The host, Errol Louis, interjected to argue that elected officials do indeed talk about violence, and not just problems with the NYPD, causing Mr. Kelly to retort, “Well, you’re not reporting it. They do report it when they criticize the police though, certainly on New York 1.”
The Queens Chronicle published an interview with NYPD Commissioner Ray Kelly and his top spokesman Paul Browne in which Mr. Browne described the notion many reporters were arrested at the police raid on the Occupy Wall Street encampment in Zuccotti Park as “a total myth.” In his story about the interview, Chronicle Editor in Chief Peter C. Mastrosimone wrote that Mr. Browne claimed “only one journalist was arrested during the operation,” but the NYPD told us there were actually two arrests of credentialed reporters during the raid.
“The information that I have here–there were two individuals that were arrested in Zuccotti Park, which was Julie Walker and Patrick Hedlund, they were credentialed individuals,” said Sergeant Ryan with the NYPD’s office of the deputy commissioner for public information.
NYPD Commissioner Ray Kelly and his top spokesman, Paul Browne, gave a lengthy, exclusive interview to the Queens Chronicle in which they discussed one of the biggest controversies surrounding the Department in recent months–the arrests of journalists during last November’s raid on the Occupy Wall Street encampment in Zuccotti Park. Mr. Browne apparently denied reports of journalists arrested at Zuccotti Park and attributed them to protesters using fake press credentials.
“Paul Browne, the deputy commissioner for public information, who accompanied Kelly to the interview, added that only one journalist was arrested during the operation, despite stories to the contrary, which he called ‘a total myth,’” wrote Chronicle Editor in Chief Peter C. Mastrosimone. “Occupy Wall Street protesters were forging press credentials in an effort to get through the police lines, he added, but that doesn’t mean actual reporters were arrested.”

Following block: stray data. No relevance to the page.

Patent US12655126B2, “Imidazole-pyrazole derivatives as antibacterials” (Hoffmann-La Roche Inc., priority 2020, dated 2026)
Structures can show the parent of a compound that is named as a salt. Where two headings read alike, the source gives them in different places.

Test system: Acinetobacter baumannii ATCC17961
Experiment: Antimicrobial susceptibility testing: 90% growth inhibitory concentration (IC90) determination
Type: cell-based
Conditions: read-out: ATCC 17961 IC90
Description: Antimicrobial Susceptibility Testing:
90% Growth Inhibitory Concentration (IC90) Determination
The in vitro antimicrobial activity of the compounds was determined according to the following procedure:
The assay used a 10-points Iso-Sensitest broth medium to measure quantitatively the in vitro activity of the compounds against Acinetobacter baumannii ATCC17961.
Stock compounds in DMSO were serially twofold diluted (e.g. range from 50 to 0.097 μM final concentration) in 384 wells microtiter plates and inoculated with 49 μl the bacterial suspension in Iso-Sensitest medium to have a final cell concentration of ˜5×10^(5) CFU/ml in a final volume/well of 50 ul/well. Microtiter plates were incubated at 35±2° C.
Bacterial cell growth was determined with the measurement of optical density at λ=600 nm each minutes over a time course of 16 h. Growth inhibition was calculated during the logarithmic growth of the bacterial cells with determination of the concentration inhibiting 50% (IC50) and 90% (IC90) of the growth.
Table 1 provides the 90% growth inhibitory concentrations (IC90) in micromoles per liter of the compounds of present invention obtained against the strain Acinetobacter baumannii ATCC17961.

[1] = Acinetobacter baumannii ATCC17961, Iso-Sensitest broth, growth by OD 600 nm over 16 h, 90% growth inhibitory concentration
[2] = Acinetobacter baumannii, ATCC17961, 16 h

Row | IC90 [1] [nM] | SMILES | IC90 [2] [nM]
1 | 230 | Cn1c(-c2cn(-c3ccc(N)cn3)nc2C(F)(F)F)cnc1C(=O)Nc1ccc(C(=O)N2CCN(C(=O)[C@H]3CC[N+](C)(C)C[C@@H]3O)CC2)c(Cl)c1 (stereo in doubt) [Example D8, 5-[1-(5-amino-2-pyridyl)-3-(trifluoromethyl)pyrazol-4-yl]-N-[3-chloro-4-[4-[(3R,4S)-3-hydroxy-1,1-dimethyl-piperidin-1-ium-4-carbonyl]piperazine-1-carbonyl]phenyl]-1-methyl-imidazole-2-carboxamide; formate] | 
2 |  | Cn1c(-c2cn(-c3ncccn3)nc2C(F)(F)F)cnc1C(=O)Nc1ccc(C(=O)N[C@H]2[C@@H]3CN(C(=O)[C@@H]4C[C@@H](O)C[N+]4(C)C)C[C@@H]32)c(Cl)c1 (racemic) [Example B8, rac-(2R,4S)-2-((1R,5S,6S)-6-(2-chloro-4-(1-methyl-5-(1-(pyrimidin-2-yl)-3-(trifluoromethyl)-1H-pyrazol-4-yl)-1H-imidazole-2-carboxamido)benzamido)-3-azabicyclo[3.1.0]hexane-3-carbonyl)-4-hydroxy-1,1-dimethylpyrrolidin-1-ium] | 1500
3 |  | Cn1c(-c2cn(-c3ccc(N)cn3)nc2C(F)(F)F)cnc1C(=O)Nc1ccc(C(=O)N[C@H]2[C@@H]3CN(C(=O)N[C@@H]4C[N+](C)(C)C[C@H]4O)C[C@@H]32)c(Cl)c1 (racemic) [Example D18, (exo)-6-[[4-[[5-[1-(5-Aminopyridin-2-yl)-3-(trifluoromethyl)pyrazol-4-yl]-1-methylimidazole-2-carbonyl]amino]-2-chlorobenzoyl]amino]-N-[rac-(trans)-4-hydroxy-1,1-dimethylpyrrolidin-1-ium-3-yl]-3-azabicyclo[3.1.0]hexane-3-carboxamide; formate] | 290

One afternoon earlier this month, Bill de Blasio, the city’s public advocate and a potential mayoral candidate, held a press conference on the steps of City Hall to unveil a new report and suggest a modest reform. The New York Police Department has seen the number of people it has stopped and frisked skyrocket, often without yielding any evidence of a crime. Mr. de Blasio suggested the agency simply record the number and location of their stops, just as they record murder, thefts and rapes under CompStat, the computerized police accountability system that is credited with keeping the city’s plunging crime rate low.
A few hours later, Howard Wolfson, Mayor Mike Bloomberg’s deputy mayor for communications and an old pal of Mr. de Blasio’s from their days on the Hillary Clinton Senate campaign, sent out a blistering response.